Something that occurred to me in the process of writing this series is that I never would have been able to work on it for so long if I didn't genuinely identify with the world I made up. There's a lot of tips about world-building out there for would-be fantasy authors. Many are of course good and useful, especially those that focus on the best ways to come up with the rules and logic of your universe. But a more general rule of thumb occurred to me a while ago, and someone since someone on reddit was asking for world-building tips just earlier, I thought I wouldn't let my two cents go to waste there, and that I'd post my response here as well:
RE World-building advice
I think this applies to any genre really, but certain sci-fi and fantasy: you better have a core idea, or theme, or -something- that this world expresses that you feel very strongly about. It doesn't necessarily have to be a built-up constructed philosophy, as you might find in a sci-fi novel; I suppose it could even just be a feeling or tone you discover while writing--but it better be something that you really love, and can act as some sort of mooring for the world you're building, because otherwise it's very difficult to tell whether you're going to like tomorrow what you came up with today. You might design a whole plot device or setting that seems really cool the night you wrote it down. Then by the AM it seems like crap to you. And what you come up with might not be bad per se, but you may grow to hate it regardless if it doesn't match what's in your heart.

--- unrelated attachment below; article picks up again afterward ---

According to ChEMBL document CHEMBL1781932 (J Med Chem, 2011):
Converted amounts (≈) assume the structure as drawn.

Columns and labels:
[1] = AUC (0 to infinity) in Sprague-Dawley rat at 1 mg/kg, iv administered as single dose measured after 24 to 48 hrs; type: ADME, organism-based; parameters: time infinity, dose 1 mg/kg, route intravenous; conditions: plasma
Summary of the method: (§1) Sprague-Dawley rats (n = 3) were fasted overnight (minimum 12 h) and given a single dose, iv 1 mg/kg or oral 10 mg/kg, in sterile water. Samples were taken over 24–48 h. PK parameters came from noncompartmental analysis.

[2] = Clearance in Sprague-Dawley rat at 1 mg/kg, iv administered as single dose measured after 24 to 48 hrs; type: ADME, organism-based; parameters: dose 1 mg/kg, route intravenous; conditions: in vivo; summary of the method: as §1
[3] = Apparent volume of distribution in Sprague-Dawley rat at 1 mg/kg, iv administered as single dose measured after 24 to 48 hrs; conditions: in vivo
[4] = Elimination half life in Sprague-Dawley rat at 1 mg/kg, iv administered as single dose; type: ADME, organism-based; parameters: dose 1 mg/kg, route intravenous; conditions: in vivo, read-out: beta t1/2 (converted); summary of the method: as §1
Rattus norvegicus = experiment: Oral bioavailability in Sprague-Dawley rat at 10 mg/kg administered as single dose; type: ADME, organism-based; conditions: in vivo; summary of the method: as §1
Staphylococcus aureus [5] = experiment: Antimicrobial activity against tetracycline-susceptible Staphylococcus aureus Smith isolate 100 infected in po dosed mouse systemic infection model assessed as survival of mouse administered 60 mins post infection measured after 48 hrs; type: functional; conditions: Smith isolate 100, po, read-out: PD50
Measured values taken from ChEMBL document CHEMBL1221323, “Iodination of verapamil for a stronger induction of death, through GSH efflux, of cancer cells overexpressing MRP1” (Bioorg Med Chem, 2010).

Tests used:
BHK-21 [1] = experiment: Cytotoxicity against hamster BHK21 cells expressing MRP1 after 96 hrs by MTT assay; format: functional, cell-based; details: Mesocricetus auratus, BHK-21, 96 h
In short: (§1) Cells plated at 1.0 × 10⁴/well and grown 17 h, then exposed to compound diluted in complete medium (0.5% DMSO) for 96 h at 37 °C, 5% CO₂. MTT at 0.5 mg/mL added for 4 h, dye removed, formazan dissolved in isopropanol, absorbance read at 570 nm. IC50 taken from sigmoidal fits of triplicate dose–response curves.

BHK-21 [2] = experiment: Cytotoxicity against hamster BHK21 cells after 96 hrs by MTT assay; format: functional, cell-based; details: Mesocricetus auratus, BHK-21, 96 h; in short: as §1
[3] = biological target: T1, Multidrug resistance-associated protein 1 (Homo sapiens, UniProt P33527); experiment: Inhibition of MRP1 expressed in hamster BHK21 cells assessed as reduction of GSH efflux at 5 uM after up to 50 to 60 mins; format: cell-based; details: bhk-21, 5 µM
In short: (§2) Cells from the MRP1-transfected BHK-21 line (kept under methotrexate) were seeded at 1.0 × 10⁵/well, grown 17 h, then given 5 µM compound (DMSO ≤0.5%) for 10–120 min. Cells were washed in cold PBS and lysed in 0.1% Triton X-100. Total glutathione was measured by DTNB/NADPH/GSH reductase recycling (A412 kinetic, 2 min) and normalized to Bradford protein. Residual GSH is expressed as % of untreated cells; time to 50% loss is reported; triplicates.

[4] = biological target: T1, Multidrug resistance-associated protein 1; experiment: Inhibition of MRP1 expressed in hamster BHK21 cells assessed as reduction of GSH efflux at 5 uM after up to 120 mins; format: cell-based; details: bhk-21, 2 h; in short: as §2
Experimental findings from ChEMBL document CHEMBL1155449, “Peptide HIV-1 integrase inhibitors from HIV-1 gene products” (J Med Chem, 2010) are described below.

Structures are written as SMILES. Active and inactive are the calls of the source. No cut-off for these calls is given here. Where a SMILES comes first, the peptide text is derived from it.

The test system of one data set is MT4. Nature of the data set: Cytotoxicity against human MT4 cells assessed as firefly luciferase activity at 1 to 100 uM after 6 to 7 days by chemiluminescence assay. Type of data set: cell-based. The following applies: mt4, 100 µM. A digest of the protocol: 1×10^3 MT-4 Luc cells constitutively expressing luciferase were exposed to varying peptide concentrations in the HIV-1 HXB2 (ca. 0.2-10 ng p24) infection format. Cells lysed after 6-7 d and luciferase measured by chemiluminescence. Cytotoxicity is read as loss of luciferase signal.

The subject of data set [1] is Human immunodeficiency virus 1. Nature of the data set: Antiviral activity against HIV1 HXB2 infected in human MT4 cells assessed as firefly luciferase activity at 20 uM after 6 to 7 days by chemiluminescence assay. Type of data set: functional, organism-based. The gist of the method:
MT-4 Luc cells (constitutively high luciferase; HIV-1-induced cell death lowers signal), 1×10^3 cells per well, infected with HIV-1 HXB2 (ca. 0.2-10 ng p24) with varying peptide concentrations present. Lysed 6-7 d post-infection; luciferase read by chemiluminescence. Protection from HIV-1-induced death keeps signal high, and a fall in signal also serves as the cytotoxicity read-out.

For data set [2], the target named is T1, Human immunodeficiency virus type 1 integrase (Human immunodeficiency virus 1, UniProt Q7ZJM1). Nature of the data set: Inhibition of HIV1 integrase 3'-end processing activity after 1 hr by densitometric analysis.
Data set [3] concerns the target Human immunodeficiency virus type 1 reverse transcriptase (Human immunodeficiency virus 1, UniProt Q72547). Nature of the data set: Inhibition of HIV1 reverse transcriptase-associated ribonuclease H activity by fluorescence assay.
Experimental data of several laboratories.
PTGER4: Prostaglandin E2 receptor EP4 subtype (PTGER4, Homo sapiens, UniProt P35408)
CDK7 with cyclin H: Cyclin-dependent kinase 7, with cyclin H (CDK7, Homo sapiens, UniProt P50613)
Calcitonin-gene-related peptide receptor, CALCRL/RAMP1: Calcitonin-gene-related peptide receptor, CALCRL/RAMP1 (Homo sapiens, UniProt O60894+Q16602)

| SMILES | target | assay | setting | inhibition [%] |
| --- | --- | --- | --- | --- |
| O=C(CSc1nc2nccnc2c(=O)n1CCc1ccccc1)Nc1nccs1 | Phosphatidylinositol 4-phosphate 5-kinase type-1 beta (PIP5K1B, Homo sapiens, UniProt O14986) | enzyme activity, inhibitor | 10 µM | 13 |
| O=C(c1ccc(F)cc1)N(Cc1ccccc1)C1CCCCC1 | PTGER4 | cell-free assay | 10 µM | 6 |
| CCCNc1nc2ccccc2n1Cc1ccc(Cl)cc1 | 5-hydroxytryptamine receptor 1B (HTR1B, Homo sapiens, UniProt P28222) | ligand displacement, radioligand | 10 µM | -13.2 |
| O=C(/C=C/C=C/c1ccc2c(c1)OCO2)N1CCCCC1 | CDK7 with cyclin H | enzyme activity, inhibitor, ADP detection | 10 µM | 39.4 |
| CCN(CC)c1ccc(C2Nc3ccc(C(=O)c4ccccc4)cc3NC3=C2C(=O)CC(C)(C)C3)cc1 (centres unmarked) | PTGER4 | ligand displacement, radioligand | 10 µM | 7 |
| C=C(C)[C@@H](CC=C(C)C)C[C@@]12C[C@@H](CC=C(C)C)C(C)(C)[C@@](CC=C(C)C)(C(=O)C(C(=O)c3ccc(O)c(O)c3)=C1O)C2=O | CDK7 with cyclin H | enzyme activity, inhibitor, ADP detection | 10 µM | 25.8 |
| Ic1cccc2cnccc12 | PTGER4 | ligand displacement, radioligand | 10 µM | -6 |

If you don't have some sort of idea behind the world you feel really strongly about, it's gonna be difficult to put in all the blood and sweat required to see the whole world and story come to life. I personally would think objectively about things in your life, or in the real world, that resonate very strongly with you, and think about how that can be reflected in the world you build--better yet, this should interface neatly with your characters and start to offer information about them and their histories in this setting also. Just a thought.